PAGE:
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Dark GDK / dbWait problem

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Jamie_Leigh
7
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Joined: 15th Dec 2011
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Posted: 10th May 2013 15:27
Hi I'm having some trouble with the dbWait() function.

Here is my code,



The problem is, When I run my code the dbWait function seems to run straight away before the sprite is even loaded and displayed.

Let me know if you need the resource and header file..

Thanks in advance.
Dragon slayer
12
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Joined: 3rd Nov 2006
Location: Bourbonnais Illinois
Posted: 10th May 2013 16:44
I am going to give this a shot even though I am learning C++ and GDK and I could be wrong. Someone else may jump in here and we both will learn something! I have some problems with GDK commands and may just switch to something else like SFML.

OK so here goes I am not sure how you are accessing your case statements. This code must compile for you. I see no choices for your case statements and I am not really sure how you are using them. I always figured that switch and case statements were for things like menu choices like

if case one is selected then save game, if case 2 is selected display characters. You may be using these commands in a way I have not figured out yet.

It looks like your game() function is accessed right away which has the case commands and your game splash is getting accessed right away in which the first command in the function is dbWait(5000).

To be honest, and I could be wrong I would do away with the Switch/case commands and do that in a different way or make a menu to do what you want.

Just my thoughts and I am not all that experienced with C++
Rudolpho
13
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Joined: 28th Dec 2005
Location: Sweden
Posted: 12th May 2013 02:48 Edited at: 12th May 2013 02:51
The problem might be that you're only calling dbSync() once before waiting. Ideally one would think this should be enough, but I seem to recall that sometimes you need to double sync before anything will show on screen (might be related to DB using double buffers, thus writing to the first while rendering the second (that hasn't been set yet) to the screen).

Try slapping in an extra dbSync() at the end of your gamesetup()-function.

Otherwise your code looks fine
A word of advice though; calling dbWait() without re-drawing the screen will cause it to appear frozen, ie. dragging it or any other windows over the screen will interfere with the image.
A better approach would be to keep on refreshing the screen and polling the system timer until it tells you the desired amount of time has passed. You can throw in calls to Sleep() in this loop with short time values as well if you want to reduce CPU-load while you're just waiting anyway.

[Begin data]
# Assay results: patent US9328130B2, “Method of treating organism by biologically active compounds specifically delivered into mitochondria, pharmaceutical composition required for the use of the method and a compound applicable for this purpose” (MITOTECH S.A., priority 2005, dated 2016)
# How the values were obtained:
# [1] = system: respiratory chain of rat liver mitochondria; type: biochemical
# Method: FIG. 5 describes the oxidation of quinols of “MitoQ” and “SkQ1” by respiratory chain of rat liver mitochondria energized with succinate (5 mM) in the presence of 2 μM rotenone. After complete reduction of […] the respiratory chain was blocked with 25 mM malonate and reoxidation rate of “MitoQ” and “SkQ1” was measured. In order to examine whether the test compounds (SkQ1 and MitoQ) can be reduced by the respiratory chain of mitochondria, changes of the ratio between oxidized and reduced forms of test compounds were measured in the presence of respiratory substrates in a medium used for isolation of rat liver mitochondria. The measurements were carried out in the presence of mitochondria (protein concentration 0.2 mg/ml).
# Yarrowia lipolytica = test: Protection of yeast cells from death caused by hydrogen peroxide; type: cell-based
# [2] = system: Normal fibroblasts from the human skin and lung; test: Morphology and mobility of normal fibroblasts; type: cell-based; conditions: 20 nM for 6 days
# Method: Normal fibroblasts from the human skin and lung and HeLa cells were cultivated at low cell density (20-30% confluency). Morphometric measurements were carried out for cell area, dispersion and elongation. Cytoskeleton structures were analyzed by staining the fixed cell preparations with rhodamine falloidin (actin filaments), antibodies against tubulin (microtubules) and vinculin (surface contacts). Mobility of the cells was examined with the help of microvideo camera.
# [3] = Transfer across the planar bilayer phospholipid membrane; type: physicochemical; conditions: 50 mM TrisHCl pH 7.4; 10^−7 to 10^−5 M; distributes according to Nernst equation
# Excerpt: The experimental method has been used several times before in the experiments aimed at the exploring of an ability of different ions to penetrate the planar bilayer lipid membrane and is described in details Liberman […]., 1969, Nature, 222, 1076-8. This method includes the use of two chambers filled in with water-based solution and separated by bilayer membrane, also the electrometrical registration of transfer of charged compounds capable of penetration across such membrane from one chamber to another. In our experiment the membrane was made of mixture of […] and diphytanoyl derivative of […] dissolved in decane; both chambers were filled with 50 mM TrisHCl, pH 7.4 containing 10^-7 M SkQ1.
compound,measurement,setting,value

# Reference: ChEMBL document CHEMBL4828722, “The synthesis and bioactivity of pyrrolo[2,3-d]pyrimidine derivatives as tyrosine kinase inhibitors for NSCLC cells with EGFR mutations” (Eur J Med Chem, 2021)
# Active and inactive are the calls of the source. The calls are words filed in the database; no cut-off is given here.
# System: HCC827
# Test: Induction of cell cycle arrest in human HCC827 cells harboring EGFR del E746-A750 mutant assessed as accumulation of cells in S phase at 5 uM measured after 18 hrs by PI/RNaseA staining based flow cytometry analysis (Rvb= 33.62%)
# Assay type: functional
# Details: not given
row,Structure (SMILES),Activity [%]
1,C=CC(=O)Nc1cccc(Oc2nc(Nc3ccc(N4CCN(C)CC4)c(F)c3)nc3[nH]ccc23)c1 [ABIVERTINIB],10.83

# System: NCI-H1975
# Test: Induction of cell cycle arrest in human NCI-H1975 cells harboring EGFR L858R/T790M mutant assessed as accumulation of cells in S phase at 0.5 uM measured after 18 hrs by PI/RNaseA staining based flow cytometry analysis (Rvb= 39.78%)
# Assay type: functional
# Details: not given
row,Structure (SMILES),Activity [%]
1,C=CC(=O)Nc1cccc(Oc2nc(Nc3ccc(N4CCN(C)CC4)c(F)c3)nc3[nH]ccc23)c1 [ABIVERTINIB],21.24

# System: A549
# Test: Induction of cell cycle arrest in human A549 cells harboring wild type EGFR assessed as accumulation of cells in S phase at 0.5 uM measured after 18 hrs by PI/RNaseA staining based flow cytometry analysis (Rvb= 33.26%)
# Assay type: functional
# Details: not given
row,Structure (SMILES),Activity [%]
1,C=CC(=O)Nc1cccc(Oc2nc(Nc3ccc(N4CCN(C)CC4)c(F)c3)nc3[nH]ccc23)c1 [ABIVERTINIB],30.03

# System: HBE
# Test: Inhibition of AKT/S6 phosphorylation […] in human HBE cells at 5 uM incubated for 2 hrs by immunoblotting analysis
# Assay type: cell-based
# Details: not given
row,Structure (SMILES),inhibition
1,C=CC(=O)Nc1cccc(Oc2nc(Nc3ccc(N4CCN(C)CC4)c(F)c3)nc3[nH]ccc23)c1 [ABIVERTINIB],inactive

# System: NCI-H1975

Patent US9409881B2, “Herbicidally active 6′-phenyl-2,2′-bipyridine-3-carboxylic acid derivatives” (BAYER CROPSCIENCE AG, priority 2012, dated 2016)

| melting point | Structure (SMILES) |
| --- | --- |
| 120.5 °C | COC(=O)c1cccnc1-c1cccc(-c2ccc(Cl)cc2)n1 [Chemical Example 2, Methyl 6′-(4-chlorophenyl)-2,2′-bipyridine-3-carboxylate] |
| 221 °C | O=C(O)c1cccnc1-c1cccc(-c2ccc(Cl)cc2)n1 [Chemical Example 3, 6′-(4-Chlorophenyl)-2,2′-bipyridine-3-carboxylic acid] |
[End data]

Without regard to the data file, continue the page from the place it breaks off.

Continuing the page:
Something like this:


With this second solution you're continously redrawing the screen, thus a blank buffer at the first frame will quickly be redrawn with the filled buffer version so you won't need an extra dbSync()-call before accessing this function.


"Why do programmers get Halloween and Christmas mixed up?"
Jamie_Leigh
7
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Joined: 15th Dec 2011
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Posted: 13th May 2013 23:16
Thank you very much guys!

Adding another dbsync() worked great! I have gone with the time.h clock functions though due to the reasons you stated, thanks!

One more question.. On the line of code..



Is "size_t" a class from one of the new header files? Is it even a class? Is it a class defined at that moment?

Okay possibly more than one question, Thanks!
Rudolpho
13
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Joined: 28th Dec 2005
Location: Sweden
Posted: 14th May 2013 00:17
size_t is a typedef, that is basically an alias for a type.
I believe it is defined as a unsigned integer of the bit depth of your application (ie 4 bytes for a 32-bit application, identical to DBPro's DWORD type, or 8 bytes if you're compiling a 64-bit program).

As a matter of fact clock() returns a variable of type clock_t. This happens to be defined as the same thing as size_t, which is why the code compiles without warnings. As mentioned earlier, you could also write
, but that is a bit more verbose.
One thing to note when using typedefs is that they might change what they are defined to in a future release of whatever library they come from. While that is highly unlikely to happen for basic types like size_t, it is good to keep on using the same type even if you can use whatever happens to be typedef:ed to the same thing as shown above. The reason is that your code will then compile without frustrating type mismatch errors further down the road should the underlying types actually be changed.


"Why do programmers get Halloween and Christmas mixed up?"

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